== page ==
If you're like most people you don't give much thought to the inner workings of your refrigerator unless it breaks down, or it comes time to replace it. In order to get the most from this invaluable appliance, however, it can be useful to know exactly how it keeps your food cold—and Mr. Appliance® is here to help. Read on to learn everything you need to know about how a refrigerator works, and how it helps your food to keep its cool.
How Does a Refrigerator Work?
A refrigerator stores your food at the optimal temperature, to prevent spoilage and slow down the growth of harmful bacteria. The cycle of refrigeration works by transferring the heat from the inside of the unit to the outside, using the principles of condensation and evaporation.
The main components of your refrigerator are:
The compressor is both a pump and a motor, and it is responsible for the circulation of refrigerant throughout the system.
The condenser is located on the back outside wall of the refrigerator and helps to release the heat absorbed from inside the refrigerator out into the surrounding air.
The evaporator is housed on the inside of the refrigerator and absorbs the heat contained within it, effectively reducing the interior temperature.
Liquid refrigerant is carried through a capillary tube which works as an expansion device as it cools the gas, turning it back into a liquid.
The thermostat regulates the temperature inside the refrigerator, engaging the cooling cycle as needed.
How Does Refrigeration Work?
1. Once the temperature inside the refrigerator rises above the set point sensors alert the compressor to engage, and the cooling cycle begins. The unit draws in the cold liquid refrigerant, pressurizes and condenses it, and raises the temperature, turning it into a gas.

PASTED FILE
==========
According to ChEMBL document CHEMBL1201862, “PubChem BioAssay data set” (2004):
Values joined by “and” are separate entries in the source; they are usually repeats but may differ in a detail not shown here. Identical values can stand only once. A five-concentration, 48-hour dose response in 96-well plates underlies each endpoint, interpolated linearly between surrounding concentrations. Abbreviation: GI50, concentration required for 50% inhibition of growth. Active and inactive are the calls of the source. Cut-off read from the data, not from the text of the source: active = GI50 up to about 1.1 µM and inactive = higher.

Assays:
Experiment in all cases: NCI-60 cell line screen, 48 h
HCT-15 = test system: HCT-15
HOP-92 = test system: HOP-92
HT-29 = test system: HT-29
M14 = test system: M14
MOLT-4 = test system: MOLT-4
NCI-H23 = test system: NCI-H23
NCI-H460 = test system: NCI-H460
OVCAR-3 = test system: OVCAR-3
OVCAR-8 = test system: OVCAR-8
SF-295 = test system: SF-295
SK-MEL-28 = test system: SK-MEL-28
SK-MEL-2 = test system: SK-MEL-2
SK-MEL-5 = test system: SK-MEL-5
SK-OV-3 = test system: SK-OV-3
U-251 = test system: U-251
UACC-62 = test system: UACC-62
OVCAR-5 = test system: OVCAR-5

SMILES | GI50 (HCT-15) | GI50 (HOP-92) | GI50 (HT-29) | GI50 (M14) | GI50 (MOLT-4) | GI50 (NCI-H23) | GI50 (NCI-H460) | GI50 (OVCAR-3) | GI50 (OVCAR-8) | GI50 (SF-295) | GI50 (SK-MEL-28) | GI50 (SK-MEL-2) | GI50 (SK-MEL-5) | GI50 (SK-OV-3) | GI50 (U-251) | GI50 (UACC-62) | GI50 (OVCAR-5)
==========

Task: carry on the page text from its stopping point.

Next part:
2. The compressor pushes the hot gas towards the condenser coils on the exterior of the refrigerator, where it comes in contact with the lower air temperature in the room and reverts back to a liquid state.
3. The cooled liquid continues on its journey towards the evaporator, traveling through the coils on the inside of the refrigerator and freezer compartment.
4. The refrigerant absorbs the heated air from inside the refrigerator, lowering the temperature back to the desired set point.
5. The refrigerant evaporates, turns back into a gas, and returns to the compressor to continue the cycle.
Refrigeration is used in a number of applications and appliances, including heat pumps, air conditioners, refrigerators, and freezers. By extracting heat from one place and moving it to another the cycle of refrigeration helps to cool your home, provide a safe environment for perishable food, and helps with the manufacturing and storage of a number of different everyday products and materials.
Need a Refrigerator Repair?
Does your refrigerator need a tune-up? You can schedule service on your schedule with a professional Mr. Appliance technician. CLICK HERE to make an appointment online.